‘Poetry Is A Spiritual Language’: Burlington Poet Rajnii Eddins
On an evening in late June, Burlington poet Rajnii Eddins stood at a podium at the Fletcher Free Library. He wore a sweatshirt printed with Malcolm X’s face and looked out at the room through large, gold-rimmed glasses.
Eddins asked the audience members to rub their hands together, explaining, “This is what we do at the poetry experience, it’s to give the artist some energy.”
“Okay,” Eddins said, “release it to me.” He took a breath and began to share poems from his new book, Their Names Are Mine.
This wasn’t his first time in front of a crowd; Eddins has been sharing poetry for about as long as he’s been writing it. At age 11, he was the youngest member of the African-American Writers’ Alliance, which his mom, Randee Eddins, started in Seattle.
As a poet herself, she inspired a love for reading and writing in her son. As soon as he was old enough, Randee had her son read her own poetry back to her, out loud. She’s also the one who got him started working with young people.
“My mother was a foster parent to over 70 children,” said Eddins, “So I was always the older brother. I’m pretty adept at working with all ages from children to adolescents. They have such vibrant imaginations, and they haven’t yet been socialized to perceive themselves as limited or to feel like they can’t be sincere.”
Today, Eddins is a 39-year-old performing artist, teacher, emcee, and facilitator in Burlington. He didn’t originally plan to come to Vermont, but when his mom moved across the country to care for an ailing friend, Eddins went too.
He says Vermont hasn’t been entirely welcoming. As a black man living in a state that’s 94% percent white, Eddins has experienced racism. It’s also the focus of his latest collection of poetry.
An excerpt from Eddins' poem, "Blackness":
Misshapen perceptions of Blackness Dance The speed of obsidian Rhythm-less oblivion Mockingly grotesque
Malformed concept of a molasses mammy And her tar babies dancin' gaily
Noose's strings sing the melody Black breath can't scream When bodies swing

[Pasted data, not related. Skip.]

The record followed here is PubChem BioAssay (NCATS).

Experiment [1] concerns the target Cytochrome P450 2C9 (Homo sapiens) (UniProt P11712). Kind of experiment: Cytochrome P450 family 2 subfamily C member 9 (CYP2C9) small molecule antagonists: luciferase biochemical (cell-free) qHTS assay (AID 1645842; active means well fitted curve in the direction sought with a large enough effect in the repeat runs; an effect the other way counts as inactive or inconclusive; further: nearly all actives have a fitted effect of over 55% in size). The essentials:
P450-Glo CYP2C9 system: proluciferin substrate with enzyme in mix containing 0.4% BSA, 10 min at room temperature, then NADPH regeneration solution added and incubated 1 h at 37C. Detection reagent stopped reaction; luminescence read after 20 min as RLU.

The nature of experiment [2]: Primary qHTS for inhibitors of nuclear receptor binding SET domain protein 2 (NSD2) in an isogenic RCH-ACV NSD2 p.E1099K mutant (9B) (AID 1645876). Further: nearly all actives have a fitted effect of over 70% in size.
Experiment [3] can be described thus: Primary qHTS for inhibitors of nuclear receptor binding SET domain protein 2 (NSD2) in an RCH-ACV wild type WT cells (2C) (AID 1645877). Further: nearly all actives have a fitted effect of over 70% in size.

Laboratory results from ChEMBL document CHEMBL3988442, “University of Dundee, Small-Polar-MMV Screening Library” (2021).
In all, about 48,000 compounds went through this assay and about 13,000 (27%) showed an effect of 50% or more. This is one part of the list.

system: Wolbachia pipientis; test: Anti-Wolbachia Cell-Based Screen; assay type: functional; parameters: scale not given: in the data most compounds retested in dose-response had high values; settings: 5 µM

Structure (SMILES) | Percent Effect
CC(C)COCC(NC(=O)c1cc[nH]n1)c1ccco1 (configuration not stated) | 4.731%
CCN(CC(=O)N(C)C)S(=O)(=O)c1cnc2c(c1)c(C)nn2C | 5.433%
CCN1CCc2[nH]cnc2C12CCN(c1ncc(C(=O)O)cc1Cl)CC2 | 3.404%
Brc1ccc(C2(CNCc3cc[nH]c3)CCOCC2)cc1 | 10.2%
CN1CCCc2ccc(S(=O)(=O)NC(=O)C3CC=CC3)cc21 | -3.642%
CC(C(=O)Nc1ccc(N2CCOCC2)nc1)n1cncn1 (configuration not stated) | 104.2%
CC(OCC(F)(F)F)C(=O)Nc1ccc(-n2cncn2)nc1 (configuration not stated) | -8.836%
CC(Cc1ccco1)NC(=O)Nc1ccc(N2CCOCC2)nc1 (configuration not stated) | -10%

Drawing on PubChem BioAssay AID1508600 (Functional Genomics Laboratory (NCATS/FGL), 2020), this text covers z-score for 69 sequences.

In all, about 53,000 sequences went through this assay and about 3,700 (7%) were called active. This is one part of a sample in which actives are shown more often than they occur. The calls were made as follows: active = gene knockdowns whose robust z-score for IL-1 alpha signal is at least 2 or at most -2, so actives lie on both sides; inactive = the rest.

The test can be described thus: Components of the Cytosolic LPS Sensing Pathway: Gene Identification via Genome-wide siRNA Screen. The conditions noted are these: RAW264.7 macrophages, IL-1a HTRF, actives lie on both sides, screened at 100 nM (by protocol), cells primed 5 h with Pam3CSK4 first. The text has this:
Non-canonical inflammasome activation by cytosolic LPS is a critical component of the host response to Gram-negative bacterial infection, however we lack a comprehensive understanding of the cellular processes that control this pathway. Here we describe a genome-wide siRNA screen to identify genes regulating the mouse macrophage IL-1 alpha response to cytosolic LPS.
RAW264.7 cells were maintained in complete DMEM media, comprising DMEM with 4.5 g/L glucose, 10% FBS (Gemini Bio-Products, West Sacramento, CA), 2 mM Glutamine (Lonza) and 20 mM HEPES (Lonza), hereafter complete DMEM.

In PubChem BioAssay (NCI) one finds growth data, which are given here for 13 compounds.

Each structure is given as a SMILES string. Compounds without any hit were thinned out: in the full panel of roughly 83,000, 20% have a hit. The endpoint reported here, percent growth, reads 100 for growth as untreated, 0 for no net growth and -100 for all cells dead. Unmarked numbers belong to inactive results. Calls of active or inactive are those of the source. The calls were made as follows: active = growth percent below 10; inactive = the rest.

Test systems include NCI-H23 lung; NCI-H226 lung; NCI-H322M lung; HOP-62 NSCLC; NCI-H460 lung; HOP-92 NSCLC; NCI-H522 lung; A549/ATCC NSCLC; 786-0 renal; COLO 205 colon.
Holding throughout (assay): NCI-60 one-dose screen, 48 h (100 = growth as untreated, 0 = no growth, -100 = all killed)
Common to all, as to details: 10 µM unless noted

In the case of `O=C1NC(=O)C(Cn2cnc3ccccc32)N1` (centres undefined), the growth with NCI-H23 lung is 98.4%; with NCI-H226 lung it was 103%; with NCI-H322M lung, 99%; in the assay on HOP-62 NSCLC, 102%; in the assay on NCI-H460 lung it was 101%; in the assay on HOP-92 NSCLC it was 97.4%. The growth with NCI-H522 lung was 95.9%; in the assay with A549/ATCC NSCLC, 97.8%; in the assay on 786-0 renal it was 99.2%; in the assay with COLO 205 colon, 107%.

“I started seeing the value of art being a powerful method to not only have some catharsis and mental hygiene for myself, but also so I could have a tool that could then be a practical expression, touch other people's hearts and minds," Eddins said. "Because it’s one thing if you try to tell somebody who’s doing something racist, ‘Hey, you’re racist.’ But it’s another thing entirely to paint a picture of the hurt that racism causes, and you speak to the human heart beyond.”
Since moving to Vermont nine years ago, Eddins has become known in Burlington for his involvement at the library, in schools, and with the Young Writers Project.
Since leaving his job as a paraeducator this spring, he’s been making a living from workshops, speaking engagements, and selling the book he self-published in April. He said he feels good about what he’s doing.
“Just being able to choose what I do, where I put my energy, to be able to speak candidly when I do experience race and racism, and have that actually be my work -- as a healing force, as a catalyst for positive change, and holding space for youth to respect their own minds -- so I’m super thankful for this chapter of my life and excited to share with Vermont, this region, the nation, and the world," Eddins said.
Rajnii Eddins reads from his poem, "Advice For Police In De-escalating Potentially Volatile Situations Without The Use Of Deadly Force"https://vimeo.com/352993018"> (on mobile? click here to watch):
Vermont’s canon of poets is large, but Eddins isn’t interested in being the next Robert Frost. While he appreciates the natural beauty of Vermont, he’s got other things on his mind.
“I think my role is of a greater pantheon than just post-colonization America,” he said. “It’s more in line with really connecting with people in powerful ways that can bring you to tears — not to diminish anyone's poetry — but not just a picturesque painting.”
An excerpt from Eddins' poem, "I Want To ...":
Greener pastures Skies of azure I receive
I want to note the clouds of hope That stream and beam
This knotted oak that chokes my throat Won't let me breathe Less I raise my pen to paint Each limb of the deceased
“Poetry is a spiritual language,” Eddins said. He hopes his work will speak to all people, both young and old.
Update 12:30 p.m.: This post has been updated to include Rajnii Eddins' age.
This story is part of our series, Young At Art. Every Monday this summer we'll hear from artists under 40 about what inspires their work and how they view the future for artists in the state. Support for Young At Art comes from Quantum Leap Capital.